A lack of business confidence will cause RBNZ cuts
A lack of business confidence will cause cuts. RBNZ are likely to hit 50bps.
• Business Confidence deteriorates along with profitability. Poor pricing intentions has cut inflation expectations. Businesses are worried.”
• RBNZ action has failed to spark the fire needed under business intentions. More work is required.
• The protracted, and worsening, malaise amongst business, is likely to induce another RBNZ response. We now expect another 50bps cut(s) to just 0.5%. And we wouldn’t rule out a 50bp in November. But it is the Government that must step up.
The focus this week is all business, and confidence is crumbling. Businesses have highlighted weak demand, capacity constraints, (Govt) policy uncertainty, and poor pricing power as reasons to worry about profitability, reduce investment intentions, and lower inflation expectations. All of the above point to growth running at or around 1%, half the current run rate, and a third of what we need. The deterioration in business intentions demands a policy response. We will get a monetary policy response, but what we really need is a fiscal policy response. The Government continues to lie in wait through fear of breaking fiscal responsibility rules, that have proven irresponsible. So, we must expect the RBNZ to do more, with diminishing returns.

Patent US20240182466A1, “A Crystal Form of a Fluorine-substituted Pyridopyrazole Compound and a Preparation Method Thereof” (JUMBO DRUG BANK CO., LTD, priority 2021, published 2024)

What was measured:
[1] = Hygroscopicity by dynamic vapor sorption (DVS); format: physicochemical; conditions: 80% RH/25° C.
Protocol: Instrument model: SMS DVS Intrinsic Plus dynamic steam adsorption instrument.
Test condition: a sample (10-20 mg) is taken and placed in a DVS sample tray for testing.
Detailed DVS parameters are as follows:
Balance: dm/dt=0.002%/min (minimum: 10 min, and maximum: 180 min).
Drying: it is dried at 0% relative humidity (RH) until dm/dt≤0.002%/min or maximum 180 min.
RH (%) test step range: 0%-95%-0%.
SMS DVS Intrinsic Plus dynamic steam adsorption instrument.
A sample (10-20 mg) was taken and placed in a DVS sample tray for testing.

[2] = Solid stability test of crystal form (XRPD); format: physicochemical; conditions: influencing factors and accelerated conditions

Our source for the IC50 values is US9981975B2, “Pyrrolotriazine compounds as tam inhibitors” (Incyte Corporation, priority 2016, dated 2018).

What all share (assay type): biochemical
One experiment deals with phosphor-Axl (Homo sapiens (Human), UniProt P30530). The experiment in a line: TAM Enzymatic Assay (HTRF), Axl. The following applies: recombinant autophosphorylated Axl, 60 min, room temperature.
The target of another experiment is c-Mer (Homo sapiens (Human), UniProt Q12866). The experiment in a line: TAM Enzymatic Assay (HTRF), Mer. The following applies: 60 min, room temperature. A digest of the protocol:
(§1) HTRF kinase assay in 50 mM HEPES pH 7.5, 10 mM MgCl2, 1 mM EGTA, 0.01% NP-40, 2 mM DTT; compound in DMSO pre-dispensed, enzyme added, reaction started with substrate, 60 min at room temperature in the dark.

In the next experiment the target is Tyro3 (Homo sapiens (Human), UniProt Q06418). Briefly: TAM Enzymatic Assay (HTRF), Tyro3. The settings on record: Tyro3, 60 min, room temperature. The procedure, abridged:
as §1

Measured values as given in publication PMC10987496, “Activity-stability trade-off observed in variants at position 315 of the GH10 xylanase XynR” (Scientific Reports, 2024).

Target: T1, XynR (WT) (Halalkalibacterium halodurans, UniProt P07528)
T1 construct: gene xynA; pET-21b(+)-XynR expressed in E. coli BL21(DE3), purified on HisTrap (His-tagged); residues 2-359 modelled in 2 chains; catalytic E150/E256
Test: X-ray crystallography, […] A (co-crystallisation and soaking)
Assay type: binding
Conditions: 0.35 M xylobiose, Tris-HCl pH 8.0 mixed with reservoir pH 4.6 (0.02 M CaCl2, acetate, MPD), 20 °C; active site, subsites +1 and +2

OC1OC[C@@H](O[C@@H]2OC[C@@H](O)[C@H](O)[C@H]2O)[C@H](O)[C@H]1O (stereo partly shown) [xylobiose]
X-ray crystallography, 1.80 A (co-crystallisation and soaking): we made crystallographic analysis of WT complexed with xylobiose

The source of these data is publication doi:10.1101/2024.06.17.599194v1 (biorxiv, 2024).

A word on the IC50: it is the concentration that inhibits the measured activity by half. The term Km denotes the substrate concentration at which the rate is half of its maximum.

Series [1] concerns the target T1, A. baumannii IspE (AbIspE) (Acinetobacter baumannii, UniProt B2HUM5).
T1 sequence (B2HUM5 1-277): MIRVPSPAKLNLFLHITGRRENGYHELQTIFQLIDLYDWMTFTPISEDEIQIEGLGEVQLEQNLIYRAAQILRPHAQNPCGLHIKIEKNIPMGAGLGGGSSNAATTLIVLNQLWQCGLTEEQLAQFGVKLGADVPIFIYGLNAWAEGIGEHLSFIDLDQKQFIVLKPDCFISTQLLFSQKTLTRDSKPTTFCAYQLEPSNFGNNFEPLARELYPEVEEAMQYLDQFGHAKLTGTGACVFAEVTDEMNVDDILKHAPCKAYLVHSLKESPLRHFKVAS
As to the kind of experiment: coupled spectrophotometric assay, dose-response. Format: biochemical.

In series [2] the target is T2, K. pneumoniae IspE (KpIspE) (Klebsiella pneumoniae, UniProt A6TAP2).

We now expect the RBNZ to cut to just 0.5%, and we see a good chance the bank delivers in just one move in November. The risk of another move, as bank capital requirements bite, to 0.25% is uncomfortably high, and will hurt savers.
The release of both the ANZ Business Outlook survey for September and NZIER’s QSBO for Q3, have disappointed. Both surveys were weak, and worsening. The surveys differ in their respective respondent groups, but unsurprisingly they are telling us the same thing. Firms are in a dispirited mood. Headline business confidence continues to linger around lows last seen during the GFC. But more concerning has been Firms’ outlook for their own activity, a leading indicator of GDP growth. The outlook for activity has continued to deteriorate. Both surveys show more firms than not anticipate falling activity into 2020. For the RBNZ, the forecast pickup in growth over the second half of 2019 may not materialise. Also, firms’ pricing intentions and inflation expectations are falling. A further policy response is likely to be needed to ensure inflation is on track to return to the RBNZ’s 2% target mid-point. We expect the RBNZ to cut the OCR by a 25bps to 0.75% in November. There is now a risk, of course, that the RBNZ delivers a 50bp move to 0.5% in November.
NZ business have gone from worrying about policy uncertainty following the last general election, to worrying about weakness in general conditions. Firms are now slowly losing the enthusiasm to hire and invest. Moreover, there is an inability among firms to pass on rising costs to their customers, and this has hammered profitability. Cost increases have come from policy change, such as the large hikes to the minimum wage, but also from capacity constraints and difficulty finding suitable staff – especially in the building industry.
To read more, please click here or open the pdf below.